Royal Familiar

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RBS logoImage source, RBS

Let's start with the good news about RBS. Don't worry. This won't take long.

Er, it's not doing too badly at its drive to get more women into senior executive roles.

Um, it's had a bit of a windfall from Brexit, as currency volatility has seen business customers reach for its foreign exchange hedging products.

It's embracing the future of digital banking. Three-fifths of personal customers have accessed their products through digital or online options in the past 90 days.

One-fifth of customers only use those options. The customer app is the means of lodging 8% of loan applications. Four-fifths of business customer transactions are now digital.

And to be fair, the core bank - the nice bits - has turned in a handy-looking operating profit of £4.25bn. It's "amazingly strong", says chief executive, Ross McEwan. It's not growing much, though - up 4%.

And that brings us to the, er, less good news. That profit is massively cancelled out by the ongoing nightmare of litigation, fines, investigations, restructuring, impairments, redress for mistreatment of customers, mis-selling financial products, and failed divestment efforts.

It's eight years since RBS was reporting a record loss of £24.1bn. That seemed bad. We didn't know that would be the first of ten mega-losses, totalling nearly £60bn, and that eight years later, the loss would still be at £7bn.

BBC business editor Simon Jack has been hearing from insiders about how things might have been done differently.

Image source, Getty Images
Image caption,
RBS chief executive Ross McEwan said last year that 2016 was going to be a "noisy year" for the bank

Mr McEwan said last year that 2016 was going to be a "noisy year" for such problems. He wasn't kidding.

The idea was that it would get the problems out of the way, making 2017 a much happier and less noisy year. But they go on - some unresolved, some bringing in new costs.

Williams & Glyn has turned into its latest horror episode. This is the division split off from the bank as a European Commission condition for the £45bn of UK state aid.

It's not RBS's fault, therefore, though it has to take some responsibility for botched execution.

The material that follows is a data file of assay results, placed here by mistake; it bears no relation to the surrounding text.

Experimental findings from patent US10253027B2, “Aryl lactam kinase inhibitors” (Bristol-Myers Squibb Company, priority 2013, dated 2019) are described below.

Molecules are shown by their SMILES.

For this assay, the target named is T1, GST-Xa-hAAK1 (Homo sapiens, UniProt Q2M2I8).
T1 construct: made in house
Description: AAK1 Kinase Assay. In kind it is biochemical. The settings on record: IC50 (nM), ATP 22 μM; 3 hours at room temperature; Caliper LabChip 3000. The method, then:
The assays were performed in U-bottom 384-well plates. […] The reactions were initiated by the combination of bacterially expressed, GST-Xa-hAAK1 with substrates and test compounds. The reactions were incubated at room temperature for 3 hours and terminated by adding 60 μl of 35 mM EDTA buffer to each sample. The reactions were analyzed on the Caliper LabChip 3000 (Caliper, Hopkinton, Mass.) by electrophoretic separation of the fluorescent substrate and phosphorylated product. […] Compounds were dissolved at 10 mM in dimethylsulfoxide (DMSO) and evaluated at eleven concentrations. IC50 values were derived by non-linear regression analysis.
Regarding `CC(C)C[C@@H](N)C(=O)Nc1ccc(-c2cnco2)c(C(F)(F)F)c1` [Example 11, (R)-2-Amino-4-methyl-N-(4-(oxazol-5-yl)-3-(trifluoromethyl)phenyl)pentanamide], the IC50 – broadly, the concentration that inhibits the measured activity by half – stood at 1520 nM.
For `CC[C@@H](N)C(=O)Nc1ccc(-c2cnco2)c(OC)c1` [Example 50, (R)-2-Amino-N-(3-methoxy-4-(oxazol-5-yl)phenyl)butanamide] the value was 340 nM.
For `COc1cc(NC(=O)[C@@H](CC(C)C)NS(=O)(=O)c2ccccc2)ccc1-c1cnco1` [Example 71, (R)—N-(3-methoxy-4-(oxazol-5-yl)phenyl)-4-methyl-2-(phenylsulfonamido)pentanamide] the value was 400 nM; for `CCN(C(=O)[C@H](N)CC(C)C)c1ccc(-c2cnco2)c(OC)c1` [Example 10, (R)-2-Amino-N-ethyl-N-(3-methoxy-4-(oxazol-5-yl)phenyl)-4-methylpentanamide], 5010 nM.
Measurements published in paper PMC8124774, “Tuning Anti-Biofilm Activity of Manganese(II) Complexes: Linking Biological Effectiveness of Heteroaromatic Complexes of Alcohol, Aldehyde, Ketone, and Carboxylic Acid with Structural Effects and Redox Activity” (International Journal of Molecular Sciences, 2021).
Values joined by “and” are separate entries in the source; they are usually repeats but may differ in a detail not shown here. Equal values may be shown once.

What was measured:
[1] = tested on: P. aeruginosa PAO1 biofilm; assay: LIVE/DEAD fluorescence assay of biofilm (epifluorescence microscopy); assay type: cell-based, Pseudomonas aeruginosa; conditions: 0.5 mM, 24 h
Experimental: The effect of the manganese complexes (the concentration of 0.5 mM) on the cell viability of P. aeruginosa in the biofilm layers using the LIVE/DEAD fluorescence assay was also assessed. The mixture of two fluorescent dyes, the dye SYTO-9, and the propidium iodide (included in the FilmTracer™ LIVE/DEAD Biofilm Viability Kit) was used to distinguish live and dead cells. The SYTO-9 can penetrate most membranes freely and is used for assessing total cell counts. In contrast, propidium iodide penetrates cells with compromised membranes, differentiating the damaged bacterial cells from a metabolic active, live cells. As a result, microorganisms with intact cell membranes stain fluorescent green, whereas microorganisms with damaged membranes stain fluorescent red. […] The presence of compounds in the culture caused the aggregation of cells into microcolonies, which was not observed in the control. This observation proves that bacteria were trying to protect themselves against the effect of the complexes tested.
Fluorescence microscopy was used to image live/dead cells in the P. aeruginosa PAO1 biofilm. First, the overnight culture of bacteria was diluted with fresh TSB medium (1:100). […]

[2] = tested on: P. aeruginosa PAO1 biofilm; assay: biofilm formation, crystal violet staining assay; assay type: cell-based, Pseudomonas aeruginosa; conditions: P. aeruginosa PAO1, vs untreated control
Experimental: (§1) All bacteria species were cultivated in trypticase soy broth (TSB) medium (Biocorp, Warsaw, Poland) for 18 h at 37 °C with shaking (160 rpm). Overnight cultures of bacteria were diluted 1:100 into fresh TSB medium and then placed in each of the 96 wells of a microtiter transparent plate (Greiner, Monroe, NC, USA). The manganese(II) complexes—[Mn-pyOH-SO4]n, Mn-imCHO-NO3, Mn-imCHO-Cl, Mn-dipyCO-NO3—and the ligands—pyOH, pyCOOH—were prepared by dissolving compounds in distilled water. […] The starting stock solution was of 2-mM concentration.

Williams & Glum

The split seemed a good idea at the time, helping improve the amount of competition in the UK market. But it has been immensely expensive to clone and split the IT platform, at a time when these are becoming ever more complex.

It wasn't that attractive to potential buyers. Capital requirements have grown. And with interest rates low, generating poor returns, RBS had to conclude that it wouldn't be strong enough as a standalone bank to get a licence.

Image source, RBS
Image caption,
The Williams & Glyn brand disappeared in 1985, but the unit continues to be an important lender for small and medium sized businesses

The cost until last year was pushing up towards £2bn. Now, the plan has been abandoned. Instead, if the European Commission gives its approval, which looks very likely, RBS is writing a cheque for £750m, to go into an independent fund for smaller challenger banks to poach its customers.

But then, there's another £1bn of costs associated with the project in 2017. And a further £1bn across the next two years. RBS now has a division which it needs to re-integrate, with more than 300 surplus branches, many of which probably duplicate its core network. So sorting out that property portfolio is going to be 40% of the cost.

Vigorous cost-cutting

There has been a huge amount of work in slimming and simplifying the bank. But just like its Gogarburn headquarters, to the west of Edinburgh, its cost base is still geared to a much bigger operation. That is measured by the cost: income ratio - a key metric for any bank, watched closely by investors as a signal of efficiency.

It has come down from 72% to 66% in the latest figures. But the target is 50%, and Lloyds Banking Group - the other bail-out nightmare eight years ago - this week reported that it's already got there.

There are two ways of improving that ratio. One is to increase income, the other to reduce costs.

The options on increasing income are not looking that favourable as the economy slows. So the bank has returned to a vigorous programme of cost-cutting. It's down £3bn in three years. The pace slows a bit from now, but there are still £2bn to be cut within four years.

That almost certainly means job losses. A newspaper story recently speculated on 15,000 jobs, which looks credible.


The cost-cutting targets and the aims for better return on equity are being pushed back a year, to 2020.

The resulting atmosphere inside RBS may be one reason why the bank is not reaching its targets on employee engagement.

And among other, non-financial targets, RBS is still struggling to win the trust of customers. That's particularly with Ulster Bank and the Royal Bank of Scotland brand now mainly confined to Scotland. NatWest seems to have avoided much of the toxic spill.